I will make a point about the Barnett formula before I give way. We have also committed that the Barnett formula will not simply be applied to DEFRA’s agriculture budget in 2022. That means that farmers in Wales, Scotland and Northern Ireland will not just be allocated funding according to the population of each nation. Each is significantly smaller than England, but they have large areas of agricultural interest. In October 2018, the Government announced an intra-UK allocations review, which will look into the factors that should inform the allocation of convergence funding from 2020 to 2022. The review will report ahead of the 2019 spending review, and its recommendations will be available to Treasury Ministers when future funding decisions are made.

Did I answer the hon. Gentleman’s point? I thought I had.

I was actually going to make another point. Since I think we must assume that the Agriculture Bill will be delayed, these SIs are quite important. The starting point for the reduction of direct payments is 2021—that is in the plan, not in the Bill itself. Will the Minister assure me that if there is a delay, the seven-year transition period will move with it? Or are we going to try to reduce that transition period? Obviously, that would cause those who need direct payments even more difficulty.

I thank the hon. Gentleman for that question. We are keen to make progress on the Agriculture Bill. We will get it on the statute book as soon as possible, and it will certainly be on the statute book as and when it is required.

I was asked about cross-compliance. The European Union (Withdrawal) Act 2018 does not give us the power to make wholesale policy changes, and we do not think it would be appropriate to use the powers in the Act to omit cross-compliance from retained CAP legislation. Instead, we have the flexibility to amend cross-compliance within the confines of the current legislative framework. Further substantive changes to cross-compliance will be able to be made through the Agriculture Bill.

I was also asked why the devolved Administrations have taken a different approach to agriculture. Agriculture is a devolved policy area, and the devolved Administrations are currently able to operate CAP schemes within the legislative framework. It is for each Administration to decide how these EU regulations should be made operable.

The hon. Member for Plymouth, Sutton and Devonport raised issues to do with EMFF funding and the Fisheries Bill. I had been doing so well, but that is one that I will need to write to him about, as it is quite a technical issue and I do not want to get it wrong—similarly with the dispute mechanism, although of course that is one of the things for the future. As I said, at the moment, we are keeping measures in place as they are; there is no change.

The hon. Gentleman mentioned the exchange rate. The exchange rate for payments is fixed in September. That has been the case for some time. He also mentioned fixed-term Parliaments. As I said, no Government can tie the hands of a future Government, and it will be up to the parties what they put in their manifestos.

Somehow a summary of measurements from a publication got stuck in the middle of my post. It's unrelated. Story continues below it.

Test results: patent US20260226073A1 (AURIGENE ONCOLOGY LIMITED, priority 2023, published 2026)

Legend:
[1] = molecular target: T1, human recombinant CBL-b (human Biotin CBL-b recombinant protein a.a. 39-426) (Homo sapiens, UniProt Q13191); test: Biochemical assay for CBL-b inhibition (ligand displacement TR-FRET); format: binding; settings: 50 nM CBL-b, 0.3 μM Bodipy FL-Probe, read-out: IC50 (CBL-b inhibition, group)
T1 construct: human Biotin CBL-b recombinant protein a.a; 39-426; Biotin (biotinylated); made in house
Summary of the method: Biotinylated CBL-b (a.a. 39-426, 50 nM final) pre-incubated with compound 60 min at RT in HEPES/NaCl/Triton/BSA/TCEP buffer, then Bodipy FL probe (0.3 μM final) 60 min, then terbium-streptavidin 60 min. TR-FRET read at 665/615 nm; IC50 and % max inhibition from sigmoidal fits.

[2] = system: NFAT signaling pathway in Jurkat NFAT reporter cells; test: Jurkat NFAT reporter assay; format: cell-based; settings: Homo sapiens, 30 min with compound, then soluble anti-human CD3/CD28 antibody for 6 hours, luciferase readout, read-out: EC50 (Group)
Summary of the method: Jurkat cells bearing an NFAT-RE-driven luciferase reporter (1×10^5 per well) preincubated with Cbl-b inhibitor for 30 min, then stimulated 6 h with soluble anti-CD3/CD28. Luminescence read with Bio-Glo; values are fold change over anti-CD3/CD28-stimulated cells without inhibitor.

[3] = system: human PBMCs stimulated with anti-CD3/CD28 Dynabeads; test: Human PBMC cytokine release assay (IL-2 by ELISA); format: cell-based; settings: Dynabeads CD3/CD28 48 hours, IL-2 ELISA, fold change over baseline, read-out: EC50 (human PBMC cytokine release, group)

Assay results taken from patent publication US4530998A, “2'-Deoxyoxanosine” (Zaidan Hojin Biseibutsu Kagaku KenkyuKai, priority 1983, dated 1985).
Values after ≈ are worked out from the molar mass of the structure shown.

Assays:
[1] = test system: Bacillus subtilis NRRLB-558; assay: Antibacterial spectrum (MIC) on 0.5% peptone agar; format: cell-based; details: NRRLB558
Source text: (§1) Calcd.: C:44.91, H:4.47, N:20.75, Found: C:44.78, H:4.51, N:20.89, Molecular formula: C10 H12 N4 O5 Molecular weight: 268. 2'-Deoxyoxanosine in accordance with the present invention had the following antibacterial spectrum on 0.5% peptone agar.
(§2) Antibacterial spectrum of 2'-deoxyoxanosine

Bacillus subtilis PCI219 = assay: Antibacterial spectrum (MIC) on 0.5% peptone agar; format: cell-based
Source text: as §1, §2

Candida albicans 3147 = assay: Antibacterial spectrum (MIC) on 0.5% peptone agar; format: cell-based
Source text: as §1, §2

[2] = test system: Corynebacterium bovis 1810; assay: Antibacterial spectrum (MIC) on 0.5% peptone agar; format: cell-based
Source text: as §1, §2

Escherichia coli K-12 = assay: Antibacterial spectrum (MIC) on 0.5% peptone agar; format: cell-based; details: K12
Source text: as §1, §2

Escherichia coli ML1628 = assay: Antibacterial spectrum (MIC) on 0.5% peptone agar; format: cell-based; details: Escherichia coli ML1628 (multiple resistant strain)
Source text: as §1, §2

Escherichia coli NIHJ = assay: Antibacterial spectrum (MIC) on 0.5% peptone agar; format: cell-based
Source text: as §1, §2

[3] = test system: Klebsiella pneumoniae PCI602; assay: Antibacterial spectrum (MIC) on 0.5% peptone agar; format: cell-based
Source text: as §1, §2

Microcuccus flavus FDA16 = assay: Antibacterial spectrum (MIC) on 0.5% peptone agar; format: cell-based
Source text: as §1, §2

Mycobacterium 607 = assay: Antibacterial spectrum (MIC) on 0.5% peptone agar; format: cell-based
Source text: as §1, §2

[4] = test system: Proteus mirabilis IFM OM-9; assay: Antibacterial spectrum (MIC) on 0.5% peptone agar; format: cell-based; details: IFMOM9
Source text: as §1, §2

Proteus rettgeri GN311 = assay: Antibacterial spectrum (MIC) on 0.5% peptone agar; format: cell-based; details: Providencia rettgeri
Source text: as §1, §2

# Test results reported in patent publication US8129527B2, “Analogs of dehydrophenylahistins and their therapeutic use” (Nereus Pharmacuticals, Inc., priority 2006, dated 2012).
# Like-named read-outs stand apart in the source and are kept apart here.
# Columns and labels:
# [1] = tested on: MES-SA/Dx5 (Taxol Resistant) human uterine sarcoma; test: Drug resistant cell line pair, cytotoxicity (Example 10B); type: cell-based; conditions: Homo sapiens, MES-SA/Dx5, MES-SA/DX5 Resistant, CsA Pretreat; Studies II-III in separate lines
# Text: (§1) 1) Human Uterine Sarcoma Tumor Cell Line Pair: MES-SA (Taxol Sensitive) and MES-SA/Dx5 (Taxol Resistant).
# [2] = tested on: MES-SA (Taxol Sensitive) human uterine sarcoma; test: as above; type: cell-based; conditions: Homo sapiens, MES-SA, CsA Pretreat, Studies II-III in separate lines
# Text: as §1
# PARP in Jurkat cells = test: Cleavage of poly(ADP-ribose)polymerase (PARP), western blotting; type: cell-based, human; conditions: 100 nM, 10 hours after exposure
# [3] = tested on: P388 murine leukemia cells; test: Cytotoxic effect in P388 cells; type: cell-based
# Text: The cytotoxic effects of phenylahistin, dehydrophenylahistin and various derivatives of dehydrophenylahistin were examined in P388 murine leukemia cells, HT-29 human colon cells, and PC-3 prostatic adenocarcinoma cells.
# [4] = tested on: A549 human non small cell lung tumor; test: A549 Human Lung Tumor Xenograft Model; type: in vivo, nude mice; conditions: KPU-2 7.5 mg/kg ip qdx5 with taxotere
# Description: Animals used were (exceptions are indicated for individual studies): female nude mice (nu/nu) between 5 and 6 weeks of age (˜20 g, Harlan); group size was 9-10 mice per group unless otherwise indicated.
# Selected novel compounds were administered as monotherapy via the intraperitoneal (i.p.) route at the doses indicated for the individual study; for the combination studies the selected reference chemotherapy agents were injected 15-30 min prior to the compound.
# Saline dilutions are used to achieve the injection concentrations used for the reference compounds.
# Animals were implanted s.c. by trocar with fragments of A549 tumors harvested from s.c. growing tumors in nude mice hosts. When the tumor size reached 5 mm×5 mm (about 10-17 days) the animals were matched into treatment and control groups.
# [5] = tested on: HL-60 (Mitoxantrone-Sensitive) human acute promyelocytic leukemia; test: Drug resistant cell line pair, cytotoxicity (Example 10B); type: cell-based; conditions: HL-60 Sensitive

On the technicalities of the two threshold levels, I would be grateful if, when the Minister prepares his note to me, he set out the thinking behind the €2 million mark, whether that is RPI or CPI-related, and what formula created those two levels.

I will ’fess up: I was not aware of that difference. There may be a perfectly logical explanation that is not policy related.

I notice that there is an article in the regulations entitled, “Financial Discipline in England”, which sets out how that would work. Am I right that the other nations would not have to have any financial discipline, or would they make their own arrangements?

The other nations have chosen not to opt into the financial discipline mechanism, which we use—I was going to say “to top-slice”, but that is too emotive—to ensure that we have provision for emergency payments and other such measures. That is in no way to suggest that the Scottish Administration are behaving recklessly; it is just how they are choosing to deliver that policy. I hope my right hon. and learned Friend is reassured. Indeed, I met with the DAs this morning, and Mr Ewing was very keen to talk about how we move forward constructively, respecting the powers devolved to the Scottish Parliament and Administration.

These draft statutory instruments are required to ensure our continued ability to pay UK beneficiaries of the CAP and the common fisheries policy as now. They will help to ensure compliance with the rules set out in the retained CAP legislation and to ensure that public money is spent appropriately. On that basis, I commend the regulations to the Committee.

Question put and agreed to.


That the Committee has considered the draft Agriculture (Legislative Functions) (EU Exit) Regulations 2019.

draft Common Agricultural Policy (Financing, Management and Monitoring) (Miscellaneous Amendments) (EU Exit) Regulations 2019


That the Committee has considered the draft Common Agricultural Policy (Financing, Management and Monitoring) (Miscellaneous Amendments) (EU Exit) Regulations 2019.—(Mr Goodwill.)

draft Common Agricultural Policy (Financing, Management and Monitoring Supplementary Provisions) (Miscellaneous Amendments) (EU Exit) Regulations 2019


That the Committee has considered the draft Common Agricultural Policy (Financing, Management and Monitoring Supplementary Provisions) (Miscellaneous Amendments) (EU Exit) Regulations 2019.—(Mr Goodwill.)

draft Common Agricultural Policy and Agriculture and Horticulture Development Board (Amendment etc.) (EU Exit) Regulations 2019


The Committee has considered the draft Common Agricultural Policy and Agriculture and Horticulture Development Board (Amendment etc.) (EU Exit) Regulations 2019.—(Mr Goodwill.)

Committee rose.